Pixel Perfect Illustrator | How To Make Pixel Perfect Icons For Web & Mobile

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How To Make Pixel Perfect Icons For Web & Mobile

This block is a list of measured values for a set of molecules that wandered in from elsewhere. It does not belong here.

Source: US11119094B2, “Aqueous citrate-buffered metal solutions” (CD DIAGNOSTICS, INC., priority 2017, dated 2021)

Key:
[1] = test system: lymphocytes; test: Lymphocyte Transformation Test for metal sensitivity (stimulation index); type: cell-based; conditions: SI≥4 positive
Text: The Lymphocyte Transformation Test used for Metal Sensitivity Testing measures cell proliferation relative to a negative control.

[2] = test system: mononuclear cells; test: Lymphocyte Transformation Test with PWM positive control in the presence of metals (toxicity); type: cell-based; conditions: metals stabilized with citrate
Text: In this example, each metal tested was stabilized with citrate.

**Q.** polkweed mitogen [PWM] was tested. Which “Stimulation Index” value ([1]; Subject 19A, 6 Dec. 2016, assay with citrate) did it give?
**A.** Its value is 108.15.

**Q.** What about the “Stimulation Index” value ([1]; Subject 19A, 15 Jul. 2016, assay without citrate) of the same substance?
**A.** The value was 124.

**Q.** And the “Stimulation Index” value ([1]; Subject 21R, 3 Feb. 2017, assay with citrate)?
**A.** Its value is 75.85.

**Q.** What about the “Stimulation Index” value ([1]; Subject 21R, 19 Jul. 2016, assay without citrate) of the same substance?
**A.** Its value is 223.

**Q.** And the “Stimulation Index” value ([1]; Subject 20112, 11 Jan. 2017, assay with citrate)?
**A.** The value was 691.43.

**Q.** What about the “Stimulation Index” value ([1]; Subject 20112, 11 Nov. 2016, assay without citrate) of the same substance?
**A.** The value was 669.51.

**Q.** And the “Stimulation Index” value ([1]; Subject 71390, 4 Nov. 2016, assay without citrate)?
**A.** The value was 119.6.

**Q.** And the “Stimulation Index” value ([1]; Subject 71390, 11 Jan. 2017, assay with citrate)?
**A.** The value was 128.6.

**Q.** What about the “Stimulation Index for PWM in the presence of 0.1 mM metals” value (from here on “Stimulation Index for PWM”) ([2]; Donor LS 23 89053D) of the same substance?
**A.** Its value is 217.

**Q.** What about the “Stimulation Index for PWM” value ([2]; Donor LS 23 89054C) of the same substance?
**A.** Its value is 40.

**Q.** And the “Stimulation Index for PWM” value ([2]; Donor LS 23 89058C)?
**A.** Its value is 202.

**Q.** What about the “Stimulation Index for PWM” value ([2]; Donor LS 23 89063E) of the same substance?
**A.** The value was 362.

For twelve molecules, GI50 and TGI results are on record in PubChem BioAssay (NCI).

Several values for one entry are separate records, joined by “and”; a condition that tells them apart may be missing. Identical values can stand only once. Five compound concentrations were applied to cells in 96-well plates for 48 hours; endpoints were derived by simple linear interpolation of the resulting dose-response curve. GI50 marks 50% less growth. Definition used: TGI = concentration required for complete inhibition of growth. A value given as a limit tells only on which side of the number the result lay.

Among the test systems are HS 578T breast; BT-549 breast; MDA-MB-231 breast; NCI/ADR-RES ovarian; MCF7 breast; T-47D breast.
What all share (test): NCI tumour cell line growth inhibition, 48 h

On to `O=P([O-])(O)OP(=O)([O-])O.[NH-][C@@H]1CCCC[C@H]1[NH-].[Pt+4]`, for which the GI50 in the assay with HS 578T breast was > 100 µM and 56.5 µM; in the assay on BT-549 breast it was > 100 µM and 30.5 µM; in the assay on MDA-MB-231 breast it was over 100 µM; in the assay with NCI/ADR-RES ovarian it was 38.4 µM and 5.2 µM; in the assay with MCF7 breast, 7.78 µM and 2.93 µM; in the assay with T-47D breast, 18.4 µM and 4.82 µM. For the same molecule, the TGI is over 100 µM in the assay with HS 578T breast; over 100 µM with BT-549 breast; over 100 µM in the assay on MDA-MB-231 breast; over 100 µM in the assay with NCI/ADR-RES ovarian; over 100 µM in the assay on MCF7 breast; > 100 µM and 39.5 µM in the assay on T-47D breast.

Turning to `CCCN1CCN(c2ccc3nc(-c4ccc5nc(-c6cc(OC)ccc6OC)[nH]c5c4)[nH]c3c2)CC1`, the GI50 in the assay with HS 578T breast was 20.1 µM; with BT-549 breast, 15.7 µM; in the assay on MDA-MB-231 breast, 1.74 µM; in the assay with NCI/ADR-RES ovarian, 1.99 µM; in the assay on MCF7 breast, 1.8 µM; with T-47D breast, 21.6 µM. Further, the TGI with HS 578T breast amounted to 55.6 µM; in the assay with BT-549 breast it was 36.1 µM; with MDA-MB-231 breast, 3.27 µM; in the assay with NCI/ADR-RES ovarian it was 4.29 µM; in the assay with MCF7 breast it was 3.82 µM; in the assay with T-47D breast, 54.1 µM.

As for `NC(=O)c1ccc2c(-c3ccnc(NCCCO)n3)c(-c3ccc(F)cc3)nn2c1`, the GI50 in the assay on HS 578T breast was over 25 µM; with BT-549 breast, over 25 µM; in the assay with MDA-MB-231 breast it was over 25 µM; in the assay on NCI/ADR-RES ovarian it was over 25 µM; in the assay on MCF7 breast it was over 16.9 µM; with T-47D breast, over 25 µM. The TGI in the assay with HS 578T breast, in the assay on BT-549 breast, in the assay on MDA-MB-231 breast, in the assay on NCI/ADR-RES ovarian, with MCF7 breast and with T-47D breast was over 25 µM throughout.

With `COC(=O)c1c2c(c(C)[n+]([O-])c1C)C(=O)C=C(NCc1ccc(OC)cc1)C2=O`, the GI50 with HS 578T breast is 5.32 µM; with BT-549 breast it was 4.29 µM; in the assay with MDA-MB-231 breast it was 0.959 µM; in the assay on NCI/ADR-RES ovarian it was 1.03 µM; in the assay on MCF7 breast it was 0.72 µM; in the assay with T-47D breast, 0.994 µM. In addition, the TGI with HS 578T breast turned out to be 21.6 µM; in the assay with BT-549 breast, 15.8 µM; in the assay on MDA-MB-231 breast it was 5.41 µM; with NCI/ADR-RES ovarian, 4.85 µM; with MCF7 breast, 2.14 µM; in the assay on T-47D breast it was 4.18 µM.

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I knows who make beautiful vector icons, and they do not know why they have to be pixel perfect. At the same time, of course, vectors are scalable, they will look great and smooth when they are big, but what if we use an icon? Not as Administration? If it is an element of user interface, then a small 16 250 pixels image can become just a blurry spot. Why do we care about writer view? Because that’s how it will be actually rendered on the screen of the device. All the icons made in vector format will be rasterized when displayed on a laptop or mobile device screen. If you are making icons hoping that other people will use it, then they must be not only beautiful and stylish. They must be useful and neat, and you can make them perfect pixel in this lesson. I will tell you about six aspects to keep in mind while designing an icon, I will be using Adobe Illustrator, But it doesn’t really depend on the software. You can make pixel perfect icons in sketch or another graphic redactor you choose. We are going to start from setting up an Adobe Illustrator document for creating a pixel perfect icon for this click on new and set pixels as units and then a whole number of pixels as width and height. Then we would go to preferences for this. You could simply press ctrl key on your keyboard and then go to guides and grid. I’m going to set one pixel for grid line and one for subdivisions click. OK, then you can either go to menu view show grid or you can use a shortcut and it turns on a pixel grid and each guide shows the edges of one pixel. Then you can go again to many of you. And there are some options like snap to pixel snap to point snap to grid. I will choose snap to grid option now. The setup is over and all the forms I create are going to be snapped to pixels. Their points are going to be placed right on the intersections of the grid lines in order to check that your icon is pixel perfect and it will be rasterized in the best possible way you can turn on pixel preview for such things. I usually use shortcuts and it makes my work much faster now. I’m going to turn off, snap to pixel mode and show how forms would look like without it. You can see how edges are blurred. If you want to see some more options of snapping to pixels, you can go to the top right corner of the window, and you can play around with all the checkboxes to find the best preferences for your work. So how do you actually fix the vector icon that isn’t pixel perfect in the first place? There are basically two ways to make the icon more sharp first of all. I’m going to turn on snap to grid option back, and then I’m going to choose direct selection tool and for fixing icon you can either select the points and simply drag them to the grid intersection or you can select the point and fix its position at the top of the window. Usually it’s best to keep their the whole numbers, so the fundamentals are as simple as that. You just want to keep the points on the pixel grid and then your icon will be crisp and sharp in the rasterized view. The next thing we are going to talk about is the stroke width here. You can see stroke the samples of two four and six pixels and on the other side and one three and five pixels. You can see that all. The lines are sitting on the pixel grid, but what happens if we rest arise them you can see that lines with the stroke. Width of even numbers are s traced perfectly, but the odd numbers with make them blurred, so we are going to make an offset of the line itself. Just have a pixel to one side, so this line is standing right in the middle of the pixel, and as you can see, the stroke fills the whole pixel and this happens to the other lines when their width is an odd number. The worst thing you can do to the stroke is to say not the whole number. Then it doesn’t matter whether it’s on the pixel grid or slightly off it, it will be blurred anyway, so it’s better when your stroke width is an even number to keep the line on the pixel grid and when they stroke width is an odd number to keep it right in the middle of the pixel. Another thing that you might want to consider is how the inner elements of an icon might affect its size, for example. Let’s see a circle and an exclamation mark in it. The correct versions of it are showed on the top and the incorrect ones are below when the icon has two pixel stroke and an exclamation mark is in with also two pixels. Then the size of the circle must be an even number, so then the exclamation mark can be centered in this circle and at the same time, Be sharp, lets. See what happens when the same circle is made, one pixel bigger and the exclamation mark is centered in it. Then it is rasterized as an awful, blurry line, so we don’t want that to happen to your icons. Now, let’s see the circle with one pixel stroke and an exclamation mark in with also one pixel each size and its position must allow the inner details to be placed in the center and to be nicely rasterized at the same time so we can see the element. The stroke, everything of it is related to the size of the icon itself. There is something else that you have to keep in mind. When designing arrows or other sharp objects, for example, you make an arrow. When the height of its arrowhead is an even number, then its point is placed right in the grid and on each side of this very point. Half of a pixel is transparent, so the arrow looks a little bit rounded. You may prefer to make an arrow, which is in height and odd number. Then the point of the arrowhead is going to be in the middle of the pixel, so the arrowhead is going to be more sharp. Each arrow is better for its own context, so it’s definitely up to you which option to choose. Now, let’s see how you make pixel perfect icon working with Bezier curves, For example, let’s take the dark icon. I’m going to turn on the grid, the pixel preview and then zoom into its beak. I select the form so now we see the edges of the form itself, it goes. I get out of the pixels. So they are a bit transparent. We don’t want such a mess so basically, we drag the point to the grid, and then we adjust it in the way that the handle of the point doesn’t go out of the grid line that shows the edge of the form itself. Sometimes you can add a little bit more. All you want to do is to respect the grid, so let’s see how that looks in vector. In most of the cases, it looks rather the same as a vector icon, but it looks very much better as a pixel preview. When you are designing an icon, everything depends on its size. Even the amount of details you can include in it. I found this example of beautiful illustrations on the web. It was distributed as an icon set and let’s choose one icon and let’s see how it looks when rasterized and scaled down. Let’s say we make it 30 pixels on the biggest side. Now, let’s see how it will be rendered, even if the bigger icon isn’t pixel perfect, you can still see a lot of details, which are not visible in the smaller version of the icon. So when you are making something detailed and beautiful, you have to predict the size of the icon that will be placed in the interface or on the website what we’ve made for one of our sets is that we predicted four different sizes of an icon, and we’ve included different amount of details for each. We have every icon sized in 80 pixels, 40 pixels, 30 pixels and 16 pixels. The amount of pixels you can afford in each of them is very different, so we include different amount of details in every size next thing that depends on the size of the icon you make is the use of perspective, For example, you make a big isometric icon. Then it looks good when you render it on some screen. It has some small details, some diagonal lines, but when it is a tiny icon you make for a very particular place on the interface. Then it will be blurred in all the details just will be lost so for small sizes of icon, it’s better to stick to the flat icon style when your icon is ready and you know, its basic size you are going to face scalability of the icon, For example, you created an icon that is 32 pixels big then. If you want to make it bigger, the best way to do, it is to make it twice or thrice as big. The important thing here is to use a whole number to multiply the size on it. In this case, when they scaled icon will be rasterized, it will be as sharp as the one you’ve created and it will be also pixel perfect. Let’s see an example of the scaling done in the incorrect way. Let’s make the size of some random number here, and you can see that the icon becomes blurry because the points of it are a little bit shifted because the size isn’t regarding the basic size of the icon, however, as a vector icons, they all look the same. Now you have all the information for creating pixel perfect icons. It’s a good time to apply everything that is still fresh in mind as soon as you can. All you need to do is to post a screenshot of your icon in the pixel preview mode to the project section below. If you have any questions, you can ask them at the community discussion. I’ll answer them as soon as I can. I want to thank you for taking this class. And if you liked the class, I would appreciate your positive idiom and good luck with your icon design.